2015 To Walk the Earth in Safety: The Interagency MANPADS Task Force

Bureau of Political-Military Affairs

Understanding the MANPADS Threat

Date: 2015 Description: Excess MANPADS are prepared for destruction in Mauritania through a NATO Partnership for Peace/Mediterranean Dialogue Trust Fund Project.  © Photo courtesy of NATO Support Agency.

Terrorists and insurgents have used man-portable air defense systems (MANPADS) to fight government troops in Iraq and Afghanistan, destroy humanitarian flights in Angola and Sudan, and target civilian aircraft across Africa and elsewhere. Recently, arms traffickers and violent extremists have capitalized on the instability in the Middle East by looting MANPADS and other advanced conventional weapons from state-held stockpiles in Libya and Syria. The United States is working intensively to counter the increased availability of these surface-to-air missiles, which pose a serious risk to regional stability and international security.

MANPADS are easy to transport and conceal. Some of the most commonly-produced MANPADS can fit into an automobile’s trunk, or even a large duffle bag. Most MANPADS consist of 1) a missile packaged in a tube; 2) a reusable trigger mechanism (commonly known as a “gripstock”); and 3) a battery. The tubes, which protect the missile until it is fired, are disposable. A single-use battery typically powers the missile prior to launch. On the advanced end of the spectrum of SA/LW, MANPADS missiles can achieve twice the speed of sound and strike aircraft flying at altitudes up to approximately 20,000 feet (6.1 kilometers) or out to a horizontal range of up to 3.2 miles (5 kilometers). Other types of SA/LW, including rocket-propelled grenades and anti-tank guided missiles, are designed primarily for use against ground targets at closer range and are generally much less effective against aircraft. Some attacks using these weapons against aircraft flying at low altitudes and relatively slow speeds have been mistaken for MANPADS attacks.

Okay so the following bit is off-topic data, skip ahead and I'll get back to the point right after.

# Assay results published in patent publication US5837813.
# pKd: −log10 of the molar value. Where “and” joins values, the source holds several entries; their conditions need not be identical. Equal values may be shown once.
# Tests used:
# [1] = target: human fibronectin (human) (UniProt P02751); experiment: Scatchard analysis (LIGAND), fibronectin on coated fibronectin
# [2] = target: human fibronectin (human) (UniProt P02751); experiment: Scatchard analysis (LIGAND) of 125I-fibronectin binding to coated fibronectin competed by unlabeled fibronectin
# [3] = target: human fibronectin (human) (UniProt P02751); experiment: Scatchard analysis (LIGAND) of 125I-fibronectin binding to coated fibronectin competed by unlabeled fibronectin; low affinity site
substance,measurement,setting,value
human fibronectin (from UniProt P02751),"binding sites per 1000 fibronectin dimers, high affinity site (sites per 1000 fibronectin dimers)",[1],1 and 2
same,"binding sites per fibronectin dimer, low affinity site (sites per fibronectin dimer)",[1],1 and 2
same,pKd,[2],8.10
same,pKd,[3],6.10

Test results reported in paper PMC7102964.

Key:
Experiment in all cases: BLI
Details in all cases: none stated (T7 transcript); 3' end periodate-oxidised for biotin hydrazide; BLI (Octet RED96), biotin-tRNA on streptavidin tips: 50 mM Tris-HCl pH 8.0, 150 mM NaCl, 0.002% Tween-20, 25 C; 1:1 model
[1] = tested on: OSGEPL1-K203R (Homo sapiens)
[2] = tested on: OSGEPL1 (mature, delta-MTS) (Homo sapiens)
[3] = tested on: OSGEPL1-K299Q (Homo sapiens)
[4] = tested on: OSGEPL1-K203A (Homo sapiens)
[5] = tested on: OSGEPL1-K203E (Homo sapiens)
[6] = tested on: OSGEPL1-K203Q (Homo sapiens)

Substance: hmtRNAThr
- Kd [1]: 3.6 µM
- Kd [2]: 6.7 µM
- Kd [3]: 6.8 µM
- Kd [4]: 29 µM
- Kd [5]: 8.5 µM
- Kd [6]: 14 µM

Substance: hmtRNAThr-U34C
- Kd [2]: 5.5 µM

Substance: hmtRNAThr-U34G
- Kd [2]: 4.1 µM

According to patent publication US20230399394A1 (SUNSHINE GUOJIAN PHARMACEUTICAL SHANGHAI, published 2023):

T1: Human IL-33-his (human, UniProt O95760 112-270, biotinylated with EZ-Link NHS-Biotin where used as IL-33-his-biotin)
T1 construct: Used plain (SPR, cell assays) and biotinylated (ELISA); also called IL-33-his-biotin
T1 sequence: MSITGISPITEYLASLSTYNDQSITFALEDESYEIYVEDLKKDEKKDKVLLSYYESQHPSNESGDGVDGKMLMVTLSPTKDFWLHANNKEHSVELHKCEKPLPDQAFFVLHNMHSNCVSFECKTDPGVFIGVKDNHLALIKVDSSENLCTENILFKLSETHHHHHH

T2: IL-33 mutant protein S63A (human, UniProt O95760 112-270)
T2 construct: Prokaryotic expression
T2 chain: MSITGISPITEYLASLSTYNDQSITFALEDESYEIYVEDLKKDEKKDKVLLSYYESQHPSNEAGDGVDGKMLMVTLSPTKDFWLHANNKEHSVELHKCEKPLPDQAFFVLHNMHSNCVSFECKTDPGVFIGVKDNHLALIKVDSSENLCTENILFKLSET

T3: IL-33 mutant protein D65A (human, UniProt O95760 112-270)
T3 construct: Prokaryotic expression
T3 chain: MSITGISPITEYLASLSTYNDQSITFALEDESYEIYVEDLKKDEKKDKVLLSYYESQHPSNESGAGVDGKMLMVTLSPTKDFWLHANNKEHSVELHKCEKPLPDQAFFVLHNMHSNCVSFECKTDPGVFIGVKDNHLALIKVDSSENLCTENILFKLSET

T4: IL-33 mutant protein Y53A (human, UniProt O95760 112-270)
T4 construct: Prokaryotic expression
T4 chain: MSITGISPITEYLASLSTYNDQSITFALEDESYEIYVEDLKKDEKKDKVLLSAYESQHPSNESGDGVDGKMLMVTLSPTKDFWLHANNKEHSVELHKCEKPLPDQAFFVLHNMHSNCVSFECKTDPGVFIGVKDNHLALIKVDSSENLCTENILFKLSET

The Interagency MANPADS Task Force – Addressing the Threat

In 2006 the U.S. government established the Interagency MANPADS Task Force to coordinate U.S. efforts to mitigate the threat posed by the illicit availability and use of MANPADS in every region of the world. Experts from relevant departments and agencies comprise the MANPADS Task Force, which facilitates programs and policies and coordinates efforts within the U.S. government and with partner nations and international organizations. For instance, the MANPADS Task Force coordinates the activities of the Departments of State and Defense to enhance the physical security and stockpile management of a partner government’s state-controlled weapons and munitions, building that nation’s ability to destroy aged, excess, or at-risk advanced conventional weapons, and securing other weapons and munitions retained for their national defense. The MANPADS Task Force also helps develop U.S. approaches with other MANPADS exporters and producers to track unaccounted-for MANPADS and other advanced conventional weapons in order to reduce weapons proliferation. Such engagements are a part of U.S. efforts to stop non-state actors from obtaining and potentially using such weapons.

Since early 2011, the MANPADS Task Force has played a key role in U.S. efforts to combat the proliferation of advanced conventional weapons from Libya, Syria, and other countries suffering from internal instability or regime collapse. This requires attention to crosscutting issues such as border security assistance and related activities to counter the risk that MANPADS outside government control will move from one country to another.

A successful terrorist attack against a commercial airliner could claim hundreds of lives, ground civil aviation for days, and dramatically impact the world economy. To prevent such an attack, reducing the threat posed by unsecured or otherwise at-risk MANPADS and other advanced conventional weapons remains a U.S. national security priority.